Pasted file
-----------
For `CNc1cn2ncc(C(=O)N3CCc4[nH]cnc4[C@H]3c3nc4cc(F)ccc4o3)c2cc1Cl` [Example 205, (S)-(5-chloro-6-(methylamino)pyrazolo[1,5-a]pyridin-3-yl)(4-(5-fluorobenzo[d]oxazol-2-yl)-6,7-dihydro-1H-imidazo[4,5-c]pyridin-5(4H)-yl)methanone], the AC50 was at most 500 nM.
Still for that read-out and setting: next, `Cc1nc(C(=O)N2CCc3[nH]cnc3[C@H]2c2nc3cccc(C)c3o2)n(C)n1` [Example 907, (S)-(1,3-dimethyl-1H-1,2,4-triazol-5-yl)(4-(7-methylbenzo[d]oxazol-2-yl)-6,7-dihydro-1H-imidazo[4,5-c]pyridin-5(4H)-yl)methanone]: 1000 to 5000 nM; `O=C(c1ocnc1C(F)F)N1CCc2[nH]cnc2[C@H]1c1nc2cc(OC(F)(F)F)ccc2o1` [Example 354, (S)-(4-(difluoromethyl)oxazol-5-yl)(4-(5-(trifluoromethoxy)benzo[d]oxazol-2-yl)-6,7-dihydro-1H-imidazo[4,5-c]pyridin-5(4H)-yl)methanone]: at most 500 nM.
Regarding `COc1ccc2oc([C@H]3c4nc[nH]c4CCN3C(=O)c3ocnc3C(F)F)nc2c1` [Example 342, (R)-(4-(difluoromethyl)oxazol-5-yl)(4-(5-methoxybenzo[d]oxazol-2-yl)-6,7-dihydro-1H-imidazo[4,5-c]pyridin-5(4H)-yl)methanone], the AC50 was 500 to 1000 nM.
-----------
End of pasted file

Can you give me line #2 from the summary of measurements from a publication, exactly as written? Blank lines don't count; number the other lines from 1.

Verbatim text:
Still for that read-out and setting: next, `Cc1nc(C(=O)N2CCc3[nH]cnc3[C@H]2c2nc3cccc(C)c3o2)n(C)n1` [Example 907, (S)-(1,3-dimethyl-1H-1,2,4-triazol-5-yl)(4-(7-methylbenzo[d]oxazol-2-yl)-6,7-dihydro-1H-imidazo[4,5-c]pyridin-5(4H)-yl)methanone]: 1000 to 5000 nM; `O=C(c1ocnc1C(F)F)N1CCc2[nH]cnc2[C@H]1c1nc2cc(OC(F)(F)F)ccc2o1` [Example 354, (S)-(4-(difluoromethyl)oxazol-5-yl)(4-(5-(trifluoromethoxy)benzo[d]oxazol-2-yl)-6,7-dihydro-1H-imidazo[4,5-c]pyridin-5(4H)-yl)methanone]: at most 500 nM.